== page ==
141
141
Jacopo di Cione
MADONNA AND CHILD ENTHRONED WITH SAINTS ANTHONY ABBOT, MARY MAGDALENE, CATHERINE OF ALEXANDRIA, AND A BISHOP SAINT, WITH EIGHT ANGELS
Estimation
600 000800 000
Lot. Vendu 965,000 USD (Prix d’adjudication avec commission acheteur)
ACCÉDER AU LOT
141
Jacopo di Cione
MADONNA AND CHILD ENTHRONED WITH SAINTS ANTHONY ABBOT, MARY MAGDALENE, CATHERINE OF ALEXANDRIA, AND A BISHOP SAINT, WITH EIGHT ANGELS
Estimation
600 000800 000
Lot. Vendu 965,000 USD (Prix d’adjudication avec commission acheteur)
ACCÉDER AU LOT

Details & Cataloguing

Selected Renaissance and Mannerist Works of Art Assembled by Fabrizio Moretti

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New York

Jacopo di Cione
DOCUMENTED IN FLORENCE 1365 - 1398
MADONNA AND CHILD ENTHRONED WITH SAINTS ANTHONY ABBOT, MARY MAGDALENE, CATHERINE OF ALEXANDRIA, AND A BISHOP SAINT, WITH EIGHT ANGELS
tempera on panel, with an arched top, gold ground, in an engaged frame
overall: 29 3/4  by 14 1/4  in.; 75.5 by 36 cm.
painted surface: 18 by 10 3/4  in.; 45.5 by 26 cm.
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Provenance

De Larderell collection, Livorno;
With Galleria Levi, Milan, by 1975.

Exposition

Milan, Galleria Levi, Maestri della pittura dal '300 al '700, 1964, no. 2 (as Master of Calenzano).

Bibliographie

M. Cinotti, Maestri della pittura dal ‘300 al ‘700, Galleria Levi, Milan 1964, pp. 13-15, cat. no. 2 (as Master of Calenzano);
R. Offner, Corpus of Florentine Painting. A Legacy of Attributions, H. B. J. Maginnis ed., New York 1981, p. 89 and fig. 170 (as follower of Niccolò di Tommaso);
M. Boskovits, Pittura fiorentina alla vigilia del Rinascimento, Florence 1975, pp. 206 n. 145 and 327, fig. 101 (as Jacopo di Cione);
A. Tartuferi, in Da Allegretto Nuzi a Pietro Perugino, Florence 2005, pp. 52-59 (as Jacopo di Cione).

Description

Jacopo di Cione’s Madonna and Child Enthroned with Saints and Angels is a panel of extraordinary quality and is among the earliest, and indeed most beautiful, of the artist’s surviving works.  It was Miklòs Boskovits who first restored the panel to Jacopo di Cione’s oeuvre, publishing it in 1975, and the attribution was more recently upheld by Angelo Tartuferi (see Literature) and Laurence Kanter, who dates it to the early 1370s.1   In his 2005 catalogue entry, however, Tartuferi suggests the panel pre-dates Jacopo’s altarpiece now in the National Gallery of Australia, Canberra (inv. no. NGA 1987.1843, fig. 1), which is dated 1367 in Roman numerals on the predella: MILLE.CCCLXII.  He considers the present panel to be of superior quality to the Canberra altarpiece, describing it as of “greater pictorial freshness and luminosity.”2  Tartuferi compares the painting instead to the exquisite tabernacle in the Galleria dell’Accademia, Florence (inv. no. 1890, fig. 2).  Alongside the Accademia painting, Tartuferi states the present panel “seems one of the most significant and exemplary works of the exquisite craftsmanship of the youngest of the Cioni brothers.”3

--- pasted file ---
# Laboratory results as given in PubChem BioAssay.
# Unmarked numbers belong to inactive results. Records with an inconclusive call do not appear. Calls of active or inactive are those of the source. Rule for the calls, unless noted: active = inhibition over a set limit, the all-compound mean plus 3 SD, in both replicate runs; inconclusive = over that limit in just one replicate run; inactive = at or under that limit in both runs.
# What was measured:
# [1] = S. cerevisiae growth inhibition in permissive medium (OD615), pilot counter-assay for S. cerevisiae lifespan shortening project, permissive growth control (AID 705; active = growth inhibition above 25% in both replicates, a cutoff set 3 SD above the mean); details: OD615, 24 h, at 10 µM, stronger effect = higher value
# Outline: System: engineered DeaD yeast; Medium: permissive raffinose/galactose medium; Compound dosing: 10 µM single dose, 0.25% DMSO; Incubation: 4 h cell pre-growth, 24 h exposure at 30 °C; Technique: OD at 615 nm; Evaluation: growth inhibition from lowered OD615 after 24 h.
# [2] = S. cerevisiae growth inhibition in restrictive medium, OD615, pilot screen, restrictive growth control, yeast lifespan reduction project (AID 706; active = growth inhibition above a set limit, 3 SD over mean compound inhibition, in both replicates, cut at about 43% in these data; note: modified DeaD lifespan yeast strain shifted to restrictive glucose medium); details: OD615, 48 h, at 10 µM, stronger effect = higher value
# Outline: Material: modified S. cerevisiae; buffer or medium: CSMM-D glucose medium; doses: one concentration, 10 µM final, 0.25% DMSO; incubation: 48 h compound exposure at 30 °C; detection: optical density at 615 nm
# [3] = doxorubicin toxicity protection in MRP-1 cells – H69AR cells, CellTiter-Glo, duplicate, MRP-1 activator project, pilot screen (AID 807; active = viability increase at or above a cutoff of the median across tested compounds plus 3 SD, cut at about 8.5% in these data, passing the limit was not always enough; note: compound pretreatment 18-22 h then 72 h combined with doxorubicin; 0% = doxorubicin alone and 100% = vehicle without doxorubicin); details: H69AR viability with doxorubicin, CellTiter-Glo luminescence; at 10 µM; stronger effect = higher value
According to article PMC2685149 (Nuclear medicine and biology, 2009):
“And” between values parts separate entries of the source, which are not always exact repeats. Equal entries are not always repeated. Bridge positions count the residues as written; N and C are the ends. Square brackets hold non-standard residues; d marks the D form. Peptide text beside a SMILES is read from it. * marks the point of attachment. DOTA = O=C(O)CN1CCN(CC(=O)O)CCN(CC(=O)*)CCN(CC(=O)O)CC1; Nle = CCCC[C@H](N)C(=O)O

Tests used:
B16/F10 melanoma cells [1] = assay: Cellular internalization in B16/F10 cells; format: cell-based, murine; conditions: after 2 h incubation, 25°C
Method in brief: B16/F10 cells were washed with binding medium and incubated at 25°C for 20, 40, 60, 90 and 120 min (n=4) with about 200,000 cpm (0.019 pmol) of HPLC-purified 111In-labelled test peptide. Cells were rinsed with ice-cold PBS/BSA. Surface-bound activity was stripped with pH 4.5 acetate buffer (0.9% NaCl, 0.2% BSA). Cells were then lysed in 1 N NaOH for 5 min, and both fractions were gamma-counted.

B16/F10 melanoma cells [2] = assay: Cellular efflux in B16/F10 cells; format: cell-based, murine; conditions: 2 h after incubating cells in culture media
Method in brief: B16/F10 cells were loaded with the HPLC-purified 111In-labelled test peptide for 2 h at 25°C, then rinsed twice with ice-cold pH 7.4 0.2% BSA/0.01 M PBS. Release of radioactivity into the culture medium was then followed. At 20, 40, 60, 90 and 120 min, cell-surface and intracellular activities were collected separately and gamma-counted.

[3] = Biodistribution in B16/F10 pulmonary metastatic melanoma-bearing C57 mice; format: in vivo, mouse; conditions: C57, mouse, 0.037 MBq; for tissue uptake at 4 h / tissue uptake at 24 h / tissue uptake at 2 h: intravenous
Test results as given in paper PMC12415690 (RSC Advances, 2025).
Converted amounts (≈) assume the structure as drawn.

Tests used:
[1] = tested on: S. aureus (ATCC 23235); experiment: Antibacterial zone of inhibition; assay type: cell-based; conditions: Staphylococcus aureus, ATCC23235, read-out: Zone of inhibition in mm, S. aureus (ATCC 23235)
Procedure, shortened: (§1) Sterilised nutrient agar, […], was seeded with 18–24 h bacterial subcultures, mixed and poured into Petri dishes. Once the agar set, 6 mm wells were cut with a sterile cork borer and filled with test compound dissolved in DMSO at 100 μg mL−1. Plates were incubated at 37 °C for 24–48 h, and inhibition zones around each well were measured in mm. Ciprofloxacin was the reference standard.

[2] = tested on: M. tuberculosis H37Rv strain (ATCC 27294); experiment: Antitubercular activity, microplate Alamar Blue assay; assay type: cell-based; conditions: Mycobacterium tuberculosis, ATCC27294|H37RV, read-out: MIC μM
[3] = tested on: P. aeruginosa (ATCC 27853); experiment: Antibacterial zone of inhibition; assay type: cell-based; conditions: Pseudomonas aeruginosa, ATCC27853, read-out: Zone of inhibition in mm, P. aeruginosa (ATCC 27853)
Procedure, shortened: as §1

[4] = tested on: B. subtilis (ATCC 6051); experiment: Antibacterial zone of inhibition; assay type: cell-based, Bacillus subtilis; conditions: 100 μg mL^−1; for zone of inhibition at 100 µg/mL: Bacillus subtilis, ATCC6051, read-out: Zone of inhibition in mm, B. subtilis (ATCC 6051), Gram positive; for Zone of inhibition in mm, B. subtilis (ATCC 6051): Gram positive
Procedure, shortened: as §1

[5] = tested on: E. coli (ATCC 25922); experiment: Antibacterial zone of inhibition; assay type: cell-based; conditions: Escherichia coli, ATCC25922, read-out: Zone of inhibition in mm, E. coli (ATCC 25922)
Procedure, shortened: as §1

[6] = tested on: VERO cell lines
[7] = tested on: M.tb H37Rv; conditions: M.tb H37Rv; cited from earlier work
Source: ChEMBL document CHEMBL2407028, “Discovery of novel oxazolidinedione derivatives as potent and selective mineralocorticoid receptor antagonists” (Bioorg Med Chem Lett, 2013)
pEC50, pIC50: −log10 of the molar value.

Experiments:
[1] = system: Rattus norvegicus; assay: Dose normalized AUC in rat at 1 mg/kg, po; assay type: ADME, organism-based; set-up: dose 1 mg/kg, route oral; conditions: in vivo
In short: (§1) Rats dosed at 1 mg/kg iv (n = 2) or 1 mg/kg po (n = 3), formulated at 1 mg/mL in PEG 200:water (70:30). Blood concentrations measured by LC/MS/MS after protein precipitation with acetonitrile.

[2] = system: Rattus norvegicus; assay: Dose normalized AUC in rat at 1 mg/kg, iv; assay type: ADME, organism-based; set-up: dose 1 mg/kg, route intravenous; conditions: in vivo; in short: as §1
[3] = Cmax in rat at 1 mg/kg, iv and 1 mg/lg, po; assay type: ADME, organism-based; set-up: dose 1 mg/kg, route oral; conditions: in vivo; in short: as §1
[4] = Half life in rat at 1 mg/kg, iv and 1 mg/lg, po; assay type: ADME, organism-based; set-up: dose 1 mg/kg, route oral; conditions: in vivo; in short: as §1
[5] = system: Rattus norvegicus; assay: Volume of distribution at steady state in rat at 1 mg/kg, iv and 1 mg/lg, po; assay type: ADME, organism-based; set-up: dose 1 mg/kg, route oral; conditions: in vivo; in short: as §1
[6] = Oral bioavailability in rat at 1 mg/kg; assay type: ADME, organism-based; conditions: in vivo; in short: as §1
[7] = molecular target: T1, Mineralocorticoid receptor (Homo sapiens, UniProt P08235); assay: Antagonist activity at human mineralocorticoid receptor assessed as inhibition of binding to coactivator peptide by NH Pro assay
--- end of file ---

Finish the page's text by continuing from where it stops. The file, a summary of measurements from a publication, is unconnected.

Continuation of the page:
Although it was not until 1975 that the Boskovits definitively published this panel as Jacopo di Cione, it had in fact been associated with that hand from a much earlier date.  On the occasion of its exhibition in 1964 (see Exhibited), this painting was published by Mia Cinotti, citing a letter from Roberto Longhi, attributing it to the so-called Master of Calenzano (see Literature).4  The master was named after an Annunciation in the church of San Niccolo in Calezano near Prato, and had been published a year earlier by Bernard Berenson in 1963.5  Berenson identified the Master of Calenzano as Jacopo di Cione, at the very dawn of his career.  Jacopo was the younger brother of Andrea, Matteo and Nardo di Cione, and in his earliest activity was thought imitate the style of Nardo, and indeed that brother's distinctive soft contours are visible here.  Boskovits corroborated Berenson’s attribution of the Annunciation, noting the influence of the artist’s brother, Nardo, in the manner of its execution.6  Boskovits and Tartuferi both stress the impact of a second artist in early paintings by Jacopo, that of Giotto di Maestro Stefano, also called Giottino.  Giottino was one of the most prominent painters in Florence in the third quarter of the 14th century and his influence on Jacopo was arguably greater than that of the elder Cione brothers. 

Both Offner and Boskovits regarded this Madonna and Child Enthroned as the central panel of a triptych, now separated from its lateral wings (see Literature).  As Tartuferi indicates, however, there is no physical evidence attesting to that hypothesis and he proposes instead that the panel was intended as an autonomous altarpiece for private devotion.7

We are grateful to Laurence Kanter for endorsing the attribution on the basis of firsthand inspection, and proposing a dating to the early 1370s.

 

1.  Private written communication, dated 5 November 2014, on the basis of firsthand inspection.
2.  A. Tartuferi, under Literature.
3.  Ibid.
4.  M. Cinotti, under Literature, p. 13; Roberto Longhi’s letter was dated 1 November 1946.
5.  B. Berenson, Italian pictures of the Renaissance, Florentine School, London 1963, p.103, reproduced 220. 
6.  M. Boskovits, under Literature, p. 322.
7.  A. Tartuferi, op. cit.

Selected Renaissance and Mannerist Works of Art Assembled by Fabrizio Moretti

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New York